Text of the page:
treatments/Psilocarphus chilensis var. globiferus
Psilocarphus chilensis var. globiferus in A. Gray et al., Syn. Fl. N. Amer. ed.. 2, 1: 448. 1886.
Round woolly marbles
Plants mostly greenish, thinly arachnoid-sericeous (in coastal forms grayish to whitish, ± lanuginose). Stems mostly (1–)2–7, ascending to ± prostrate; proximal internode lengths (2–)3–6 times leaf lengths. Capitular leaves erect to incurved, appressed to heads, ovate to broadly elliptic, widest in proximal 2/3, longest 5–12 mm, lengths mostly 1.2–1.8(–2) times widths, 1–2(–2.5) times head heights. Heads ± spheric, largest 3–5.5 mm. Receptacles unlobed. Pistillate paleae usually individually visible through indument, longest mostly 1.5–2.7 mm. Staminate corollas 0.8–1.3 mm, lobes mostly 4. Cypselae narrowly obovoid, somewhat compressed, 0.6–1.2 mm.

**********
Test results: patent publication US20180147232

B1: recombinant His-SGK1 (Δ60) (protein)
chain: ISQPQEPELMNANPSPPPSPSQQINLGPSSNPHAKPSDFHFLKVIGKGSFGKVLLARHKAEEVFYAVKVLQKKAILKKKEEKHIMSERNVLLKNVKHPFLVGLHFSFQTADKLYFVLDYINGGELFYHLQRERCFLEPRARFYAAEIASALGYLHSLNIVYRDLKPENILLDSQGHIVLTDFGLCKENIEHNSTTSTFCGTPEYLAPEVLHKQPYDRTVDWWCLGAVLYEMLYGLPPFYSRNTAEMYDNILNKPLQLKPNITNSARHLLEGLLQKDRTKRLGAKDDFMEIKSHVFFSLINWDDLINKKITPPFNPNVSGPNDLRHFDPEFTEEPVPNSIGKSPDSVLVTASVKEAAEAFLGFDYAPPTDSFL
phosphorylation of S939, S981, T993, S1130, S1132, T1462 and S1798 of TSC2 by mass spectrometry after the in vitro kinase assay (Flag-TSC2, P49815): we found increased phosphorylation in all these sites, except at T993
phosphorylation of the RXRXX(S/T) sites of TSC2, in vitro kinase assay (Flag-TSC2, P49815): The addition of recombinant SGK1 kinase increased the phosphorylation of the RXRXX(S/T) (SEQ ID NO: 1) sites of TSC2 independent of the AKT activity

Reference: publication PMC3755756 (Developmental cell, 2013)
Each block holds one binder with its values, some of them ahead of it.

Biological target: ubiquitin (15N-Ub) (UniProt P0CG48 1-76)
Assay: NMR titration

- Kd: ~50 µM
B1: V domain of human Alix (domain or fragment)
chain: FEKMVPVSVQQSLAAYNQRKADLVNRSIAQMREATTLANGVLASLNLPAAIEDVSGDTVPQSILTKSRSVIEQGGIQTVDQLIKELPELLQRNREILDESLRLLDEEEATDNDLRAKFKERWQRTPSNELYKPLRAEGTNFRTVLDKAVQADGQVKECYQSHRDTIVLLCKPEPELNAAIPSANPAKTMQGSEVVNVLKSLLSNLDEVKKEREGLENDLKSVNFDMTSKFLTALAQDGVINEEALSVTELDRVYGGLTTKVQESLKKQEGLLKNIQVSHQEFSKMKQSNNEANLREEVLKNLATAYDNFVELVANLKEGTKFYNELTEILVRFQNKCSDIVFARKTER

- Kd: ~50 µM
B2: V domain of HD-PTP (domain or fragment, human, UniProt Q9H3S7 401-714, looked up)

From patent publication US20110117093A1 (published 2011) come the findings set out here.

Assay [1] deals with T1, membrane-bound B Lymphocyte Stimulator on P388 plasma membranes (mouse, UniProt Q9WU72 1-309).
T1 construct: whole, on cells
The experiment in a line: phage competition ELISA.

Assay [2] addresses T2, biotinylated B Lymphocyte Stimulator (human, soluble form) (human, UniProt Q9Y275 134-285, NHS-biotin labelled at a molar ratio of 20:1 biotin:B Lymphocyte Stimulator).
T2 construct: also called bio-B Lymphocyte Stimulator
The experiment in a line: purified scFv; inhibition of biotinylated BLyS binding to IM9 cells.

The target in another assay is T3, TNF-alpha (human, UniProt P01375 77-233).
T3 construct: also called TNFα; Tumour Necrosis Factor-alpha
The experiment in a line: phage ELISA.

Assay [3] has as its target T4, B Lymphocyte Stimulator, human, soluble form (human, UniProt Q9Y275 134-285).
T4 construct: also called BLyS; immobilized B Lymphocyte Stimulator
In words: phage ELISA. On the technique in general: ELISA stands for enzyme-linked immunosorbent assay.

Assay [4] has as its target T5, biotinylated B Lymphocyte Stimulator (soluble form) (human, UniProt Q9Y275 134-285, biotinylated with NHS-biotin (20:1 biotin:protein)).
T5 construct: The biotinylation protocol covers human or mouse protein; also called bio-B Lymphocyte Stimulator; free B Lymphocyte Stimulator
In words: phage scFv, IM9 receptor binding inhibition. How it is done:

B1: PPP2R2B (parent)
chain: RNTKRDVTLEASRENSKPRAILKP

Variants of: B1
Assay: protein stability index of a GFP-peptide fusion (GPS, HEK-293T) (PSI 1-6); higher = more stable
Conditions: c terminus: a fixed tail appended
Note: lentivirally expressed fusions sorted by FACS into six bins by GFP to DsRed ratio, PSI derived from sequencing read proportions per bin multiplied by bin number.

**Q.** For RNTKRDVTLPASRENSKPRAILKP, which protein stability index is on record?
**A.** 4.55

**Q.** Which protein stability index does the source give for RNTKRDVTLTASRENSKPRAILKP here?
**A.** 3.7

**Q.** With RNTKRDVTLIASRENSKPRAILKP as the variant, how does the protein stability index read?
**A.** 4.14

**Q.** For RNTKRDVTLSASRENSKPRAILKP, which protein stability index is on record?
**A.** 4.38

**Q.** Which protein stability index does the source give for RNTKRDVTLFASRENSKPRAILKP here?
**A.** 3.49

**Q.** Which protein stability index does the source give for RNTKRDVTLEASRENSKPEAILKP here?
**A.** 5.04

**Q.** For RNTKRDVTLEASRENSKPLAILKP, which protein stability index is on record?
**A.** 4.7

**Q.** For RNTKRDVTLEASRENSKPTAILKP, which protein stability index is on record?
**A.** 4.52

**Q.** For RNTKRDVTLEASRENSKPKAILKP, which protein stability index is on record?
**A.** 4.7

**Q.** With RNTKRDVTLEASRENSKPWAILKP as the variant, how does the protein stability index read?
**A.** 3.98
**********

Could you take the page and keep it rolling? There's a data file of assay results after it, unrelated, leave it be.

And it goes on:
Flowering and fruiting mid Mar–early Jul. saturated to drying vernal pool margins , seasonally inundated sites , coastal interdune areas ;0–600 m;Calif.;South America (Chile).;
Psilocarphus chilensis occurs mainly in west-central California and central Chile; one recent collection is from southern California (western Riverside County). Ecotypes from coastal interdune areas are more lanuginose with shorter stems and internodes than intergrading populations farther inland; they are indistinguishable from the type of Micropus globiferus from Chile (J. D. Morefield 1992d). Psilocarphus chilensis and P. tenellus are at least as distinct as the other species of Psilocarphus; contrary to suggestions by A. Cronquist (1950), intermediates between the two are at most very uncommon.Psilocarphus berteri I. M. Johnston is a superfluous name for P. chilensis. I. M. Johnston (1938) erroneously applied P. chilensis to a species not including the type of Micropus globiferus; such plants are here included in P. brevissimus var. brevissimus.